• Avoiding memories related to the loss, or the desire to die so that you can be with the deceased person again
  • Trust issues
  • Feeling alone or detached from others
  • The feeling that your life is empty and meaningless since the loss
  • Not quite knowing what your role is any more or feeling that you lost (a part of) your identity along with the thing or person you lost
  • Struggling to muster enthusiasm for or interest in activities

*DSM-5 is a diagnostic and statistical handbook used by psychologists and psychiatrists as a classification system. It is important for health insurance providers when determining whether or not treatments can be reimbursed through your (supplemental) health insurance.


The effects of grief on your behavior

When you’re going through a grieving process, a range of different thoughts and feelings may come up. Below you’ll find some examples that you might recognize:

  • Disbelief: I can’t get my head around what’s happened
  • Relief: I am pleased that after a long illness and/or period of suffering that it’s finally over
  • Regret: Could I have done more or meant more to the deceased
  • Pain: There are still old wounds that I need to work through
  • Uncertainty: I’m not allowed to enjoy anything or resume my normal life because I have to grieve and be sad
  • Depression: Life is meaningless and there’s no point in anything anymore
  • Guilt: If only I had said or done things differently…

It’s also very normal to experience intrusive thoughts and flashbacks. For example, of visiting a person while they’re sick or a traumatic encounter related to an accident.


6 tips for processing grief

Loss can be sudden or you might see it coming for a long time. It can cause anger, sadness, or even relief. Either way: Grieving takes time. It’s important to allow yourself the time and space you need to process your grief. Don’t put yourself under any pressure to be “over it” within a certain time period. These six tips might help you with this:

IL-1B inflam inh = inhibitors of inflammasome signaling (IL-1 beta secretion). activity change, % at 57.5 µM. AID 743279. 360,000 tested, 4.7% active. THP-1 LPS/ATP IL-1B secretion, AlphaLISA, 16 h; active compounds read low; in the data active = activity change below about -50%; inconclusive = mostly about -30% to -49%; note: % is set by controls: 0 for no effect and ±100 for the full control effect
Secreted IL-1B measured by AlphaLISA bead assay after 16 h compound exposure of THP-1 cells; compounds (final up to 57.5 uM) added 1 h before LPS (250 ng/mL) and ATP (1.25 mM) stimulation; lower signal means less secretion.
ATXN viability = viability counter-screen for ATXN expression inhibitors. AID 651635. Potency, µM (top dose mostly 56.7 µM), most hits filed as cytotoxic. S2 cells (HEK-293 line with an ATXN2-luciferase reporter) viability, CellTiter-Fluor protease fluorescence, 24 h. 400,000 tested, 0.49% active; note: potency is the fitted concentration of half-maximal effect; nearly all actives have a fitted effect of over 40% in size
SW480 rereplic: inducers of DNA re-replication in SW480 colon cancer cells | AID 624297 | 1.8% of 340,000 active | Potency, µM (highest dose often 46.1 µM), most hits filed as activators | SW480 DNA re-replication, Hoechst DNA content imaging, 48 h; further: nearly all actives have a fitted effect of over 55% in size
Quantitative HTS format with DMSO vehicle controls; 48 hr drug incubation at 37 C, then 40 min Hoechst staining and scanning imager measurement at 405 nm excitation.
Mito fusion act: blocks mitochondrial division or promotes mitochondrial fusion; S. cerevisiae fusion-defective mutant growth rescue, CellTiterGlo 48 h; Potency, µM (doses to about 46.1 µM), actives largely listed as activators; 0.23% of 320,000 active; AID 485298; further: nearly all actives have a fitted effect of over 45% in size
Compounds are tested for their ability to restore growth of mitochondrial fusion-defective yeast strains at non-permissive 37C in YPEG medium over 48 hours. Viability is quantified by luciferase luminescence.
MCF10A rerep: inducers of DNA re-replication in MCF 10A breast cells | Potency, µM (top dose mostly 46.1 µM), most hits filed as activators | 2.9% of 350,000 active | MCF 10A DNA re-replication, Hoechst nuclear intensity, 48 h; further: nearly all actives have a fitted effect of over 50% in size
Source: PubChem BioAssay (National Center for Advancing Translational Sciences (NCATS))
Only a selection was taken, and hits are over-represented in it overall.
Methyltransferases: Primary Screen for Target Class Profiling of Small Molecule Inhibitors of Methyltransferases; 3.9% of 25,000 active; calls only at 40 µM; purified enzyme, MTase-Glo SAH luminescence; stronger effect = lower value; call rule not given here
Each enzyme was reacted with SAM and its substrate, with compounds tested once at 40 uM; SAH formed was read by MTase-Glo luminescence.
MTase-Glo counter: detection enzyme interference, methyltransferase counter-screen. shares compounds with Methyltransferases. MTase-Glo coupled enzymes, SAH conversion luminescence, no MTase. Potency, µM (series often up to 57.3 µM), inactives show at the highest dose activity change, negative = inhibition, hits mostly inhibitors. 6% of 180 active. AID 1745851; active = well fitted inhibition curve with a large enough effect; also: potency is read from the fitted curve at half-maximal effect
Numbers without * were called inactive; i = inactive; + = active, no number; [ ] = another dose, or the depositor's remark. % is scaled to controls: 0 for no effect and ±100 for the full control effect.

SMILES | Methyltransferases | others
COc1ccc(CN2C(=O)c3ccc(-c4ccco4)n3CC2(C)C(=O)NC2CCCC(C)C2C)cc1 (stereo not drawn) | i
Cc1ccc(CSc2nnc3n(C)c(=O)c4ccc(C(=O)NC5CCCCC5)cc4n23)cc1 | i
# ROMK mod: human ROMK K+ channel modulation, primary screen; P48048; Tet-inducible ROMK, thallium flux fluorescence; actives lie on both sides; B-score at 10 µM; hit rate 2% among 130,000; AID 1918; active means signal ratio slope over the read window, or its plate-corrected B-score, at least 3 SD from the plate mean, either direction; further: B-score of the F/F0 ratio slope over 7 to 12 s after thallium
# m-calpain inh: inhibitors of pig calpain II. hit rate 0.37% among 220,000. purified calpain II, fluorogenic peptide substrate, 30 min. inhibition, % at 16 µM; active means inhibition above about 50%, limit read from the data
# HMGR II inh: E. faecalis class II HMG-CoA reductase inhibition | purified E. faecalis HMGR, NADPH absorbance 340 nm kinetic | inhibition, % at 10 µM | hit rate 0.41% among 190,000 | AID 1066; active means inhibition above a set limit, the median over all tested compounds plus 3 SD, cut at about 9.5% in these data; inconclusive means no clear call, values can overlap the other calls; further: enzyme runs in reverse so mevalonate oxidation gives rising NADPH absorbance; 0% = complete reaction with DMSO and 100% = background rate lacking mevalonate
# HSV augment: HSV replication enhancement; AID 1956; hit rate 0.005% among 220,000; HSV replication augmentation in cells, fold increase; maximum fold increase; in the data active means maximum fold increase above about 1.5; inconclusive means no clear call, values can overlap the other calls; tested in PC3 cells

1. Keep talking about it. This could be with your partner, a good friend, a family member, or a professional. Allow people to take care of you.
  2. Find a way to express your emotions. Everybody processes emotions differently. Some people like to talk about it while others prefer to write it down. It also might help to look at photos, do something creative like painting, get out in nature, or cry.
  3. Take good care of yourself: Get plenty of rest, go to bed at a ‘normal’ time and set your alarm for the morning. Continue to eat well and don’t try to numb your emotions with drugs or alcohol.
  4. Don’t make life-changing decisions during periods of grief.
  5. Try to relax and do things you enjoy. Get out and about and meet up with friends, instead of sitting on the couch by yourself.
  6. Exercise. It helps you to get out of your head for a while. So, keep moving. A gentle hike through the woods or a bit of cycling will do you good.
  7. Seek professional help if you notice that these tips aren’t sufficiently effective, or that your feelings of sadness are getting worse.


Help with grief

Grief is the other side of love. It’s the price we pay for loving someone or something. A psychologist can help normalize these thoughts and feelings. Are you trying to avoid all pain and emotions? Then know that leaning into these feelings can actually offer relief and help you through the grieving process.

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    Do you need some help processing your grief? Our psychologists offer various therapies to help you process your loss. Do you have any questions about grief and how to treat it? Call us on +31202143004.

publish-icon Published - 22 Oct 2021
Grief is a personal process, everyone processes loss in their own way.